When present in the process, the medical dispatcher must face a decision-making problem through making a trade-off between the time requirement for the ambulance to arrive, and the speciality the crew can offer to the patients. Often, this process can be facilitated by the use of dedicated Medical Priority Dispatch Software, which is discussed further in the paper. The software however, helps in triaging and categorising the calls but does not optimise directly for which exact unit (in terms of its callsign) is best to respond. Decisions made may impact further treatment possibilities. For instance, dispatching an ambulance with no possibilities to teletransmit the ECG to regional specialist centre for consultations may result in misdiagnosis of serious cardiac pathologies, including ST-elevation myocardial infarction (STEMI)9. Thus, in optimal decisions of the ambulance-to-patient dispatching it is required to take into account both time-to-arrival and speciality of units.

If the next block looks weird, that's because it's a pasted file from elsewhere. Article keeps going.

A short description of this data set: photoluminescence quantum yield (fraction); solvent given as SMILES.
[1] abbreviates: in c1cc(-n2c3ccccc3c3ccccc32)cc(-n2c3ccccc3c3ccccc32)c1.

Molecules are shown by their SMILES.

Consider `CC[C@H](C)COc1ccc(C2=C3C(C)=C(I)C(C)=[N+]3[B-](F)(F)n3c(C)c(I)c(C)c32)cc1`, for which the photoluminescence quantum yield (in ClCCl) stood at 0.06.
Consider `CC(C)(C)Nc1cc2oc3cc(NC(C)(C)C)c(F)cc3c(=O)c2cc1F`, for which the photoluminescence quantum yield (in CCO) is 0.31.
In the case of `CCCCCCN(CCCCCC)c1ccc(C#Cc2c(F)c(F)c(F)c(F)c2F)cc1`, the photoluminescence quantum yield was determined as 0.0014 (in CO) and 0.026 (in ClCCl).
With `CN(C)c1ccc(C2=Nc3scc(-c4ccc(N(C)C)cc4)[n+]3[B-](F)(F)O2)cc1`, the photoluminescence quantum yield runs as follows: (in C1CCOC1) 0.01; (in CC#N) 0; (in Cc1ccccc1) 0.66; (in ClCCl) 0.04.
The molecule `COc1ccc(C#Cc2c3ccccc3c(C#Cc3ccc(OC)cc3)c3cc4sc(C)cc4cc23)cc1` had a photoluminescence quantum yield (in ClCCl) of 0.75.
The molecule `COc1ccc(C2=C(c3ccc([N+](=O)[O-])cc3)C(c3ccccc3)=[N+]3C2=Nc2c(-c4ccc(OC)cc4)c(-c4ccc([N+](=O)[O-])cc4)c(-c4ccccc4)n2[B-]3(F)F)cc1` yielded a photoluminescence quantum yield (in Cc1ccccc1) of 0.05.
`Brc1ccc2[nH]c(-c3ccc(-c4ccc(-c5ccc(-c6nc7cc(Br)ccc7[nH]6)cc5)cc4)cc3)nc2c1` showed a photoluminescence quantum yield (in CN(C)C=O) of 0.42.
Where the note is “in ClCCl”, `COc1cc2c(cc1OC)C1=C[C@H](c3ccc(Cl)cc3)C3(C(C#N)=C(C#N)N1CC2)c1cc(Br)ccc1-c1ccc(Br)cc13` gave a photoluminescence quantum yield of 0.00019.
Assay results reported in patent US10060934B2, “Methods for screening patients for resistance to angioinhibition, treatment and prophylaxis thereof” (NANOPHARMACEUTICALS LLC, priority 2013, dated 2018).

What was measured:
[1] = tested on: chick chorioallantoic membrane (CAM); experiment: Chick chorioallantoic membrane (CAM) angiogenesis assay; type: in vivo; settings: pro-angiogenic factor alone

Once the EMS unit is at the site, the team deepens the diagnosis of the patient condition. Then, based on the results, further decision must be made to select the appropriate Emergency Department (ED) by taking into consideration both its speciality required for the patient and the estimated time-to-arrival. In Poland, emergency departments are part of the national medical emergency system7. Just like the ambulances, EDs also offer different levels of specialities—local EDs, regional specialist centres, trauma centres. In this work we will be referring to the two last types as referential EDs and the local one as non-referential ED. Similarly to assigning of ambulances to patients, the problem of identifying the correct ED for a given patient is a nontrivial decision-making process that requires establishing a trade-off between the proximity to the ED and the speciality needed in the patient's condition. According to the Polish regulations, establishing of the ED, to which the patient is to be taken, results from joint collaboration of the dispatcher with the chief of the emergency medical team caring for the patient.